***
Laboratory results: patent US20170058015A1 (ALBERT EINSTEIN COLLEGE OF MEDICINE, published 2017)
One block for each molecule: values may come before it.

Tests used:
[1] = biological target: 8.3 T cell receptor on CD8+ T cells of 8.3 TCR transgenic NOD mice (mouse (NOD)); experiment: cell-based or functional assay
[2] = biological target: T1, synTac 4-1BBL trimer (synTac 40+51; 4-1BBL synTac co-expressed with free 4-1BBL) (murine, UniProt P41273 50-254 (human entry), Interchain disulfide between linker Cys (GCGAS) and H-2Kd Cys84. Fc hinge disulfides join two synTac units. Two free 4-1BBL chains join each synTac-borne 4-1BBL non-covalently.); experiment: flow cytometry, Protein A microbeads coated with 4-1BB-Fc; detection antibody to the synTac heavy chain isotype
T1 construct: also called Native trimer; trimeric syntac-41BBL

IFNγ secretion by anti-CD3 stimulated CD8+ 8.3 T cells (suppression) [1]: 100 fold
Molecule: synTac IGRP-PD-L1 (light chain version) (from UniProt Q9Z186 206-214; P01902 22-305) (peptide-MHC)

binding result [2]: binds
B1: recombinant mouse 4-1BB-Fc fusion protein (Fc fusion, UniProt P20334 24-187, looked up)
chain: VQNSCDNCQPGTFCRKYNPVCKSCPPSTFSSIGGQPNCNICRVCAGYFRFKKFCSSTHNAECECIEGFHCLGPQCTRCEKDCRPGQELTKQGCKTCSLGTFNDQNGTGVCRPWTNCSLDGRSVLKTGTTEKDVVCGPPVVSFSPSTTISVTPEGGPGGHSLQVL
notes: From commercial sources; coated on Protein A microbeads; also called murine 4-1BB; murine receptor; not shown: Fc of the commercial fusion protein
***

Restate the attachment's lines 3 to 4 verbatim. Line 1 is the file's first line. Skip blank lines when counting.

Tests used:
[1] = biological target: 8.3 T cell receptor on CD8+ T cells of 8.3 TCR transgenic NOD mice (mouse (NOD)); experiment: cell-based or functional assay